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Lesson #3: Go Big or Go Home
Kroc didn’t invent the hamburger; he simply had a dream about what he could do with that burger and where he could take it with the right business model. From the very first day he met the McDonald brothers and witnessed their small operation and successful use of the Multi-mixer, Kroc could sense the possibilities. “When I saw it working that day in 1954, I felt like some latter-day Newton who’d just had an Idaho potato caromed off his skull,” Kroc said. “That night in my motel room I did a lot of heavy thinking about what I’d seen during the day. Visions of McDonald’s restaurants dotting crossroads all over the country paraded through my brain.”
At that time, the most popular restaurants were those where customers came to dine in for a nice meal. But, with its paper plates, speedy service and on-the-go mentality, McDonald’s was breaking new ground. Kroc wasn’t afraid. Instead, he invested heavily in the company. Even during recession and weak economic times, Kroc remained firm in his commitment to the business and refused to let fear stand in his way.
At one particularly hard point in time, when McDonald’s was suffering financially due to wider problems in the economy, the company’s executives decided to slow down construction in its expansion process, Kroc threw a tantrum, insisting that it made no sense to wait for the economy to improve because the cost of building would then also increase. Rather, Kroc said that the perfect time to build was when times were bad. He ignored the risk and was courageous enough to take advantage of both the good times and the bad.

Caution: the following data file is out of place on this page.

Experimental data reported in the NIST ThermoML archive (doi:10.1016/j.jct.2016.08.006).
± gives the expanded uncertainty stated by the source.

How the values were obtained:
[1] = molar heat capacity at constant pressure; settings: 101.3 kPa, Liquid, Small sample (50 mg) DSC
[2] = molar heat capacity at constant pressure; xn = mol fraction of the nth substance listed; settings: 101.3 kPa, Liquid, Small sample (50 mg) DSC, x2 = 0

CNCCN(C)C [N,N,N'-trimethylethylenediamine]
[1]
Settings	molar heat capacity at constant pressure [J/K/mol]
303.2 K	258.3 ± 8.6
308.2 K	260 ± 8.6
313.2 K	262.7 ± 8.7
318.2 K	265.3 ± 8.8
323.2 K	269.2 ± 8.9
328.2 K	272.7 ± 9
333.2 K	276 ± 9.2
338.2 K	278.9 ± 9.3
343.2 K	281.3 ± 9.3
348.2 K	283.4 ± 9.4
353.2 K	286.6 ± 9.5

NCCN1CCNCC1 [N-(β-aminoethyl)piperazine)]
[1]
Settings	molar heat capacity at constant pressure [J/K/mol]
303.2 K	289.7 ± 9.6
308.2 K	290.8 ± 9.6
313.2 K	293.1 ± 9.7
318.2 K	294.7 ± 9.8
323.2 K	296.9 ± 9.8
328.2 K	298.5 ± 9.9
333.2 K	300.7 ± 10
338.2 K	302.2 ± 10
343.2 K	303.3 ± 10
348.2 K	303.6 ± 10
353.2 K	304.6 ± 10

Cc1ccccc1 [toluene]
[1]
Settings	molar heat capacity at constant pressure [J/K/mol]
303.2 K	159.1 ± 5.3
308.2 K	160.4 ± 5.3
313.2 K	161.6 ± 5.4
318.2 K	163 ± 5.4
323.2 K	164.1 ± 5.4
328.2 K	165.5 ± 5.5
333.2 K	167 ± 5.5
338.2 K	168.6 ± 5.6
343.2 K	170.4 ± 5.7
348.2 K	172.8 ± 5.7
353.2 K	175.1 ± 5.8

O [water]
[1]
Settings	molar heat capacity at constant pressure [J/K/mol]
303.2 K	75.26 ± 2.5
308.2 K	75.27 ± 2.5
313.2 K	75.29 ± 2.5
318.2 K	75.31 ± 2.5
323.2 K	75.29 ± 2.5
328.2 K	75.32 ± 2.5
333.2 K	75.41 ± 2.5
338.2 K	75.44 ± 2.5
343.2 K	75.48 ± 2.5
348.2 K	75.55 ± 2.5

“I don't believe in saturation,” said Kroc. “We're thinking and talking worldwide.” Nothing about Kroc’s business strategy was small. From his talk to his deals to his expansion plan, Kroc liked to bet big. And, it was in betting big that his payoffs were even bigger.
From his early days as a Multi-mixer salesman, Kroc said he developed an eye for what would work and what wouldn’t, and to take risks accordingly. “I considered myself a connoisseur of kitchens,” he said. “I prided myself on being able to tell which operations would appeal to the public and which would fail.”
Growing his business was a continual process for Kroc, one which involved much risk and reward. But, it was only in striving to always be better and take advantage of new opportunities that Kroc became the legendary success that he did. “When you’re green, you’re growing,” said Kroc. “When you’re ripe, you rot.” To fellow entrepreneurs, Kroc posed this question: “Are you green and growing or ripe and rotting?”
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